Srimanta Sankaradeva’s philosophy had elements of both Parinâmavâda and Vivartavâda. He considered Jîva as a changed form of Ishwara. This is an element of Parinâmavâda. In other words, it is a departure from monism. But at the same time Srimanta Sankaradeva also alluded to the illusion of snake in rope, while refering to the creation. This is an element of Vivartavâda. So his philosophy Vivartanavâda cannot be categorized exclusively as either Parinâmavâda or Vivartavâda. He blended Parinâmavâda and Vivartavâda in his Vivartanavâda. The way he blended these two elements is a unique thing. Such a blending is not seen in other philosophers.
The way Srimanta Sankaradeva termed Ishwara as different from Jîva is a clear proof that he was not a pure monist. He termed Ishwara as Uttama Purusha (Best man) and Jîva as Adhama Purusha (Worst man). (Bhâgavata 11 / 78) This is a clear evidence that the saint considered Ishwara and Jîva as different entities. But this difference disappears at the time of dissolution of the creation, according to Srimanta Sankaradeva. He says that at that point, the Jîva merges in Ishwara. (Anâdi Pâtana / 50) This approach is different from that of Maddhacharya, for whom the difference between Ishwara and Jîva persists.
Another feature of Srimanta Sankaradeva’s blending Parinâmavâda and Vivartavâda is that while he termed Ishwara and devotee as different, he also accepted the identity of both in the final analysis. Such a feature is seen in Dvaitâdvaitavâda of Nimbarka also. But Nimbarka was a strict believer of Parinâmavâda, which refutes his theory of identity between Ishwara and devotee. Moreover he worshipped dual entities, which is different from tenets of Eka Sharana Nâma Dharma preached by Srimanta Sankaradeva.
Achintya Bhedâbhedavâda, the philosophy of Chaitanyadeva is almost akin to Nimbarka’s. Moreover Achintya Bhedâbhedavâda could not explain the identity and duality of Ishwara and Jîva at the same time; they just declared it to be beyond all interpretations. Against that, Srimanta Sankaradeva explained that paradox successfully.
Srimanta Sankaradeva’s philosophy also differed from that of Ramanuja, the proponent of qualified monism. Ramanuja considered Brahma as summation of all sentient and insentient beings. (Sri Bhâshya 2 / 2 / 33) But Srimanta Sankaradeva talked about a different relationship between Jîva and Ishwara. He treated Jîva as equivalent to Ishwara, since Ishwara permeates all beings. The saint enjoined upon every one to treat all beings as manifestations of lord Vishnu. (Kirtana-ghoshâ / 1820) Ramanuja did not share this perspective of Srimanta Sankaradeva. Ramanuja analysed the sentient and insentient beings differently. He did not accept their identity or equality.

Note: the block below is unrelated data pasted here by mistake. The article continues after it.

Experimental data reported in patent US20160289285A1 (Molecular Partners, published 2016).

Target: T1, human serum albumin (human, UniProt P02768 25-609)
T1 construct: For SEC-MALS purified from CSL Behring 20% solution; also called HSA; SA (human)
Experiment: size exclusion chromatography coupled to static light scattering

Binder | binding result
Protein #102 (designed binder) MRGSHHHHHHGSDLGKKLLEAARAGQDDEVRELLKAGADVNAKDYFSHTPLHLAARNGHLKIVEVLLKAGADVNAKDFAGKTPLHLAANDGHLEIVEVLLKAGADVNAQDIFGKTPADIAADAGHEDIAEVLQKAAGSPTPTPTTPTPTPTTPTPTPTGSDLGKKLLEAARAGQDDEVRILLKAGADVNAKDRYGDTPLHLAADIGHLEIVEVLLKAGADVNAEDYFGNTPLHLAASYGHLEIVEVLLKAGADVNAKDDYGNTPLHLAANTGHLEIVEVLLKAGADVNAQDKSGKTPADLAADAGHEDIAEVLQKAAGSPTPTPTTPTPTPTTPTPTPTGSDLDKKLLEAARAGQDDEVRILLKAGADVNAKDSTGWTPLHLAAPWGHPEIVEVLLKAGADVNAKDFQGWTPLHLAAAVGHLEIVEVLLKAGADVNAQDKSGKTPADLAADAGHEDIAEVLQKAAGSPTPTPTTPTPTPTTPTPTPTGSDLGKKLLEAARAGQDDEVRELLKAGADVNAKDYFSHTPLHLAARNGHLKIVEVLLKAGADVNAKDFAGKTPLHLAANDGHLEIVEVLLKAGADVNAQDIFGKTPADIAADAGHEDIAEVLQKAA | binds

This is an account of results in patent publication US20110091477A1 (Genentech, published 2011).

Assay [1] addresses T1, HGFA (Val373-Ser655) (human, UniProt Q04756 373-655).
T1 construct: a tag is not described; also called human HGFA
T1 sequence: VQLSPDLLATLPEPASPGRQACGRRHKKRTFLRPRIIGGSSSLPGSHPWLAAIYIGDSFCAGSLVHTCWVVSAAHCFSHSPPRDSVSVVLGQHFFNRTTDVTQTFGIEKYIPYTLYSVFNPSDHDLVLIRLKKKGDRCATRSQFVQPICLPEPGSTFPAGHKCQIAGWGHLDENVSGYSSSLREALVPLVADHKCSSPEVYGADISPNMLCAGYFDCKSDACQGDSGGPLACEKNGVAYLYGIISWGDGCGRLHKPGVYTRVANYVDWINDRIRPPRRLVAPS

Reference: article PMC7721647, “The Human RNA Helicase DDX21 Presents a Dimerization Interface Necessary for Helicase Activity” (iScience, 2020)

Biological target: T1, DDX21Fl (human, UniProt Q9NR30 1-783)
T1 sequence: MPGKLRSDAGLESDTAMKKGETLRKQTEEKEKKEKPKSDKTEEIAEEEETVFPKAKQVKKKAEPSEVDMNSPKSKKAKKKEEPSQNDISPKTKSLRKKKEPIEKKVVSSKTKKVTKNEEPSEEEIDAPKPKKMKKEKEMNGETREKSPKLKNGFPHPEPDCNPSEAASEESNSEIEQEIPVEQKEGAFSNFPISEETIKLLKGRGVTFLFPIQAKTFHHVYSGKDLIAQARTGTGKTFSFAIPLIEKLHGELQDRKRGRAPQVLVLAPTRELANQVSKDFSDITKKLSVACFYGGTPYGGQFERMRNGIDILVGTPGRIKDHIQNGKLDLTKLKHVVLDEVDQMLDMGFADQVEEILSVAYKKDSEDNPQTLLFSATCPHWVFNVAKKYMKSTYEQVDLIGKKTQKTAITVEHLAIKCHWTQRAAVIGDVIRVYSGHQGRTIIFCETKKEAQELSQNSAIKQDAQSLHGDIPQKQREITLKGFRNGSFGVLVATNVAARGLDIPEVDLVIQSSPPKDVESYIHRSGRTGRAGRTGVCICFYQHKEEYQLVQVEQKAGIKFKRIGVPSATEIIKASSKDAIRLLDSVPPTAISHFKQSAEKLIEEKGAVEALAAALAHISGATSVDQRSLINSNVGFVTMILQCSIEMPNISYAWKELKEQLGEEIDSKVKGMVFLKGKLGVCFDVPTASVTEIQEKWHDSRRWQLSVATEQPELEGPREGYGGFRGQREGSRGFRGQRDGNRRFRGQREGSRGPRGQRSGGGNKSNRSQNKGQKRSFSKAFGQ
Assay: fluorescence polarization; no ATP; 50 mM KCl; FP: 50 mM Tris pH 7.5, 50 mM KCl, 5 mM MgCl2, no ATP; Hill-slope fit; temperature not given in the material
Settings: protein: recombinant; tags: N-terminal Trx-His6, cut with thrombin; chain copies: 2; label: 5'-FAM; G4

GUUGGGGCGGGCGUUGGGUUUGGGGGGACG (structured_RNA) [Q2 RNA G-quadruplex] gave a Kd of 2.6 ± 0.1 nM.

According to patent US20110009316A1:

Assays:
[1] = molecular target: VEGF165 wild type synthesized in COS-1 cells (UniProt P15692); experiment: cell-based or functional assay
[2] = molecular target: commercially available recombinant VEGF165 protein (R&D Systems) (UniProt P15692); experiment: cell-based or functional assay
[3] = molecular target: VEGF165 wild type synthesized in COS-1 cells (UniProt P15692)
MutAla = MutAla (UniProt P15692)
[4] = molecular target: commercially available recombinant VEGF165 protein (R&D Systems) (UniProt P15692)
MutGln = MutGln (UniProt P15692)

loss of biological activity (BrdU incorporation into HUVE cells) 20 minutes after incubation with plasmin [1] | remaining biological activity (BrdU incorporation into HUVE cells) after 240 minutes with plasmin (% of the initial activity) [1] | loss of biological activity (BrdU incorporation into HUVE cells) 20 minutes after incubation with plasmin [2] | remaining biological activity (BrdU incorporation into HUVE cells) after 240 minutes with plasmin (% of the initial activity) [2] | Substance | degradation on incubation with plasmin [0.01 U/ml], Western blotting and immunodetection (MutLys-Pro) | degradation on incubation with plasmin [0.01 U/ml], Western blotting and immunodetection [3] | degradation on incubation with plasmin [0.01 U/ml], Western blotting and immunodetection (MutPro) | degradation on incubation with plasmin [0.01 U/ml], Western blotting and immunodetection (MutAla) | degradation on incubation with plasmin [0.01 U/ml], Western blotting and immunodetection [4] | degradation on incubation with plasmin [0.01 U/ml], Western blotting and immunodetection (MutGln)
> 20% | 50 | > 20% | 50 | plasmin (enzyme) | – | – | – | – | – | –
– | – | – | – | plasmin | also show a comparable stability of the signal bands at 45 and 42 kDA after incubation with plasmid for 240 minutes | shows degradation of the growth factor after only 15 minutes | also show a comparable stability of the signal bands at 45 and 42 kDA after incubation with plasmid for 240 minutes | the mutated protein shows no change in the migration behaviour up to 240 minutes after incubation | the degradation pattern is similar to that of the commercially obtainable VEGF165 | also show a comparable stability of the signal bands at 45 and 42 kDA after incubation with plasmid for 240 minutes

Another difference of Srimanta Sankaradeva’s philosophy from that of Ramanuja lies in their distinct perspectives about Brahma. While Srimanta Sankaradeva termed Brahma as shapeless and beyond all attributes, Ramanuja termed Brahma as only attributeful and equipped with a body. For him, the universe constitutes the body of Brahma. (Sri Bhâshya 1 / 1 / 1, 1 / 4 / 27)
Both Srimanta Sankaradeva and Ramanuja accepted the existence of Brahma inside every creature. But there is a subtle difference between them regarding their conception of the ultimate end of the creatures. Srimanta Sankaradeva believed in the ultimate merger of all entities in Brahma at the end of Kalpa (the cycle of existence). But according to Ramanuja, the creatures remain appended to and united with Brahma in a subtle form at the end of Kalpa; they do not merge in Brahma. Here Srimanta Sankaradeva is more close to monism, which accepts Brahma as the ultimate reality. Nevertheless, Srimanta Sankaradeva did not consider it important for the devotees to strive for merger with Brahma; instead his ideology stressed on inculcating devotion to Ishwara. In that respect, he is similar to Ramanuja or for that matter any other devotional philosopher.
The more prominent difference of Srimanta Sankaradeva’s philosophy with that of Ramanuja lies in the fact that Ramanuja abided by Parinâmavâda predominantly. Contrary to that, Srimanta Sankaradeva’s philosophy Vivartanavâda had elements of both Parinâmavâda and Vivartavâda, as explained above. The same consideration differentiates Srimanta Sankaradeva’s philosophy from the Shuddhâdvaitavâda of Vallabhacharya, who also abided by Parinâmavâda.
In fact Srimanta Sankaradeva’s philosophy is not similar to any devotional philosophy, because none of those devotional philosophies preached the tenet of Eka Sharana like him. Eka Sharana means submission to a single ultimate supreme entity, which happens to be lord Krishna in Srimanta Sankaradeva’s case. He strictly forbade worship of any other entity. But we see that other devotional cults advocate worship of a female entity also along with a supreme entity. Thus Radha, Rukmini, Sita, Lakshmi etc are worshipped in these orders along with Krishna, Vitthala, Rama, Narayana etc. Even the Alwars worshipped the female deities Lakshmi, Sri and Bhu.